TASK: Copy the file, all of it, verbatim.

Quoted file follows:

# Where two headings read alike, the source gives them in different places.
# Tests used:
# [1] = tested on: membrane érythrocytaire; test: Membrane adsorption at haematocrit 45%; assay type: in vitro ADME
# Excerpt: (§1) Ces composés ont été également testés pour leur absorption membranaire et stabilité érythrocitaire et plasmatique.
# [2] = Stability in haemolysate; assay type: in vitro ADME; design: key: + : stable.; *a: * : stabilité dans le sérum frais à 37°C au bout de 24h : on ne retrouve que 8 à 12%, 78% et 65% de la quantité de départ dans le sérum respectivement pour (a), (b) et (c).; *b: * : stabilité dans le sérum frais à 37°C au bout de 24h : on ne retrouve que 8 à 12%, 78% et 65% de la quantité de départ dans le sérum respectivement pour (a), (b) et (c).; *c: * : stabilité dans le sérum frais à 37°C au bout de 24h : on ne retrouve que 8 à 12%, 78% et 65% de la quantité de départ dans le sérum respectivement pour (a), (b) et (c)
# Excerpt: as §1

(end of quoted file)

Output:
# Where two headings read alike, the source gives them in different places.
# Tests used:
# [1] = tested on: membrane érythrocytaire; test: Membrane adsorption at haematocrit 45%; assay type: in vitro ADME
# Excerpt: (§1) Ces composés ont été également testés pour leur absorption membranaire et stabilité érythrocitaire et plasmatique.
# [2] = Stability in haemolysate; assay type: in vitro ADME; design: key: + : stable.; *a: * : stabilité dans le sérum frais à 37°C au bout de 24h : on ne retrouve que 8 à 12%, 78% et 65% de la quantité de départ dans le sérum respectivement pour (a), (b) et (c).; *b: * : stabilité dans le sérum frais à 37°C au bout de 24h : on ne retrouve que 8 à 12%, 78% et 65% de la quantité de départ dans le sérum respectivement pour (a), (b) et (c).; *c: * : stabilité dans le sérum frais à 37°C au bout de 24h : on ne retrouve que 8 à 12%, 78% et 65% de la quantité de départ dans le sérum respectivement pour (a), (b) et (c)
# Excerpt: as §1